This is the another post of the series: How to build your own algotrading platform.
Last time we talked about The "for-looper" backtester (as I love to call them). Now it's time to see some code!
We said that we have something like that:
:::python for each element of readhistoricaldata(): apply_strategy() how_our_strategy_did()
Sweet, let's load our strategy, load some historical data, run our algorithm and print some results!
I prefer to have my strategies in a JSON format that contains the name of the strategy and some specs (like how many pips for stop_loss or take_profit etc). That way, when we'll start using an event-based backtester, we can pass the strategy through a machine learning algorithm and try to optimize it.
Next line is loading our data in. I know people don't like pickle and there other ways to load data (and we are going to talk about BColz at some point) but for now, just bare with me.
The next line is self-explanatory. We pass the historical data to our algo and we get back some stats to print.
Let's focus on the algorithm a little bit and we can discuss plotting etc at a later point.
The magic of the simple backtesting system
Prepare to be amazed by how ridiculously easy to do this.
Short comings What happens with this type of backtesting is that 1. you'll probably make mistakes when you want to using the exact same algorithm 2. You won't be able to write a very complex strategy (at least that easy) 3. Very difficult to scale (compared to event-based) 4. You need to have your simulation and execution in the same language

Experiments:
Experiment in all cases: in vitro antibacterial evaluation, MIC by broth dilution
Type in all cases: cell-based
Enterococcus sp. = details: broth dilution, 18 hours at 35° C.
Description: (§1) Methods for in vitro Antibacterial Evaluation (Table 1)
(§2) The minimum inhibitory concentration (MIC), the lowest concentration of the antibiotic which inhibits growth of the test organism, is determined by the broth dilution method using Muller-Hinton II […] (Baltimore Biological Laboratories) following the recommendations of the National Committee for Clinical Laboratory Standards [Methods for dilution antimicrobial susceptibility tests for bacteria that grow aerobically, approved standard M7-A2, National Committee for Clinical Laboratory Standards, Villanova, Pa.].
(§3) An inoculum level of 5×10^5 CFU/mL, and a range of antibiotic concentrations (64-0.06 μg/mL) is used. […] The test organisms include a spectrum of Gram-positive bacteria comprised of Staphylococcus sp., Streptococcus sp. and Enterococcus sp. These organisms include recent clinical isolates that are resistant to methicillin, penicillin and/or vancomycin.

BUT remember that this is the BEST and fastest way to start out and figure out how all these things work.
Coming up next, using other well-known backtesters in Python and adding graphs to our own!
Legal outro. This is an engineering tutorial on how to build an algotrading platform for experimentation and FUN. Any suggestions here are not financial advices. If you lose any (or all) you money because you followed any trading advices or deployed this system in production, you cannot blame this random blog (and/or me). Enjoy at your own risk.
- Mon 01 February 2016
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